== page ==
Next Score View the next score

    Board says Marine who criticized president should be discharged

    Sergeant posted repeatedly on Facebook page

    associated press
    Marine Sergeant Gary Stein allegedly put the face of President Obama on a “Jackass” film poster.

    CAMP PENDLETON, Calif. - A military board has recommended dismissal for a Marine sergeant who criticized President Obama on his Facebook page, including allegedly putting the president’s face on a “Jackass’’ movie poster.

    The Marine Corps administrative board said late Thursday, after a daylong hearing at Camp Pendleton, that Sergeant Gary Stein had committed misconduct and should be dismissed.

    The board also recommended that Stein be given an other-than-honorable discharge, which would mean Stein would lose his benefits and not be allowed on any military base.


    The board’s recommendations go to a general who will either accept or deny them. If the general disagrees with the board, the case could go to the secretary of the Navy.

    Get Ground Game in your inbox:
    Daily updates and analysis on national politics from James Pindell.
    Thank you for signing up! Sign up for more newsletters here

    Stein’s lawyers argued that the 9-year Marine, whose service was to end in four months, was expressing his personal views under the First Amendment rights.

    “We’re truly surprised and disappointed, but it was an honor to fight for a hero like Sergeant Stein and every other Marine’s right to speak freely,’’ said Stein’s defense attorney, Marine Captain James Baehr.

    Stein addressed board members during Thursday’s hearing, telling them he loved the Marines and wanted to reenlist, Baehr said.

    Baehr expressed hope that the recommendation would be rejected by the general, saying the case will go forward. “The issues are too important for this to end today,’’ he said.


    During the hearing, the prosecutor, Captain John Torresala, said Stein went as far as superimposing images of Obama’s face on a poster for the film “Jackass.’’

    Torresala argued that Stein’s behavior repeatedly violated Pentagon policy that limits free speech rights of service members and said he should be dismissed after ignoring warnings from his superiors about his postings.

    The government submitted screen grabs of Stein’s postings on one Facebook page he created called Armed Forces Tea Party, which the prosecutor said included the image of Obama on the “Jackass’’ movie poster.

    Stein also superimposed Obama’s image on a poster for “The Incredibles’’ movie that he changed to “The Horribles,’’ the prosecutor said.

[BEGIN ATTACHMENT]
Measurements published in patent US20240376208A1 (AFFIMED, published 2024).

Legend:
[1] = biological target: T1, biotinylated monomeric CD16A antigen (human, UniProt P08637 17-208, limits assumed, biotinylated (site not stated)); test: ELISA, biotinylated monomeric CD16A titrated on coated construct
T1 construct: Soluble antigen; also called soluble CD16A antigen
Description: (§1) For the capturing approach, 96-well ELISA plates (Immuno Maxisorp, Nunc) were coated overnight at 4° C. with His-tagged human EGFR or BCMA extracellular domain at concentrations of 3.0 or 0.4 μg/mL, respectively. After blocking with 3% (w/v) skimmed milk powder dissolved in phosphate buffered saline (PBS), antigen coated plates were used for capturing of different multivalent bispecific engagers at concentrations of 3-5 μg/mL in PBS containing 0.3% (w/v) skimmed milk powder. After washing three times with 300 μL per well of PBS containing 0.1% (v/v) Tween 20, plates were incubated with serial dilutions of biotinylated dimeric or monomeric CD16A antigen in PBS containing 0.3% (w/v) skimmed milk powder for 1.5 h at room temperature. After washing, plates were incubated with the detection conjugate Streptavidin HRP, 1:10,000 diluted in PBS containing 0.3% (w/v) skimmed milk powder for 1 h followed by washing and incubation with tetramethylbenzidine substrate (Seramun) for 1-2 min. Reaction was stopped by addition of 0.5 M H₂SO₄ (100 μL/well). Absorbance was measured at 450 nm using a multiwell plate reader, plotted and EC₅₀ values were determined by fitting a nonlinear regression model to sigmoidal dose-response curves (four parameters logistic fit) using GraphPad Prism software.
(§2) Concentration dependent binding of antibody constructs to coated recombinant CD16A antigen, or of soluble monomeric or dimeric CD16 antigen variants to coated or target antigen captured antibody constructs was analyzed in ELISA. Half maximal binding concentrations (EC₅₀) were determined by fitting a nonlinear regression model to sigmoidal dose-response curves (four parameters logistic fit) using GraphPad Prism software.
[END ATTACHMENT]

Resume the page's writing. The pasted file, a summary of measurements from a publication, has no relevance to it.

Torresala also said anti-Obama comments by Stein that were posted on a Facebook page used by Marine meteorologists were prejudicial to good order and discipline and could have influenced junior Marines.


    Stein’s security clearance was taken away, and he has no future in the Marine Corps because he cannot do his job without that clearance, Torresala said.

    “The Marine Corps community views the command’s lack of action as some kind of knock on good order and discipline,’’ Torresala said. “Our own people are questioning why this Marine is not being held accountable.’’

    Baehr said during the hearing that prosecutors were trying to dredge up any damaging information they could against Stein.

    “There is no basis in this case,’’ Baehr said. “Sergeant Stein has broken no law.’’

    The military has had a policy since the Civil War limiting the free speech of service members, including criticism of the commander in chief.

    Pentagon directives say military personnel in uniform cannot sponsor a political club; participate in any TV or radio program or group discussion that advocates for or against a political party, candidate, or cause; or speak at any event promoting a political movement.

    Commissioned officers also may not use contemptuous words against senior officials.

    Backed by a team of lawyers and congressmen, Stein has said he is fighting for his constitutional rights and should be allowed to stay in the military. His lawyers and the American Civil Liberties Union contend his views are protected by the First Amendment.

    “Think about how dangerous this could be if the US government can prosecute you for something you say on your private Facebook page,’’ Baehr said.

    Stein has said his opinions are his own and has put a disclaimer on his Facebook page saying so. His attorneys argued service members have a right to voice their opinions as long as they do not appear to be presenting their views as being endorsed by the military.

    They say the Pentagon policy is vague and military officials do not understand it.

    The Marine Corps has said it decided to take administrative action after Stein declared on Facebook that he would not follow orders from Obama and later clarified that statement saying he would not follow unlawful orders.

    Stein said he was removed from his job at the Marine Corps Recruiting Depot in San Diego last month and given a desk job with no access to computers.

    Representative Duncan Hunter, a California Republican and a former Marine, wrote a letter to Stein’s commanding officer stating the sergeant should not face dismissal for an opinion shared by a majority of Marines.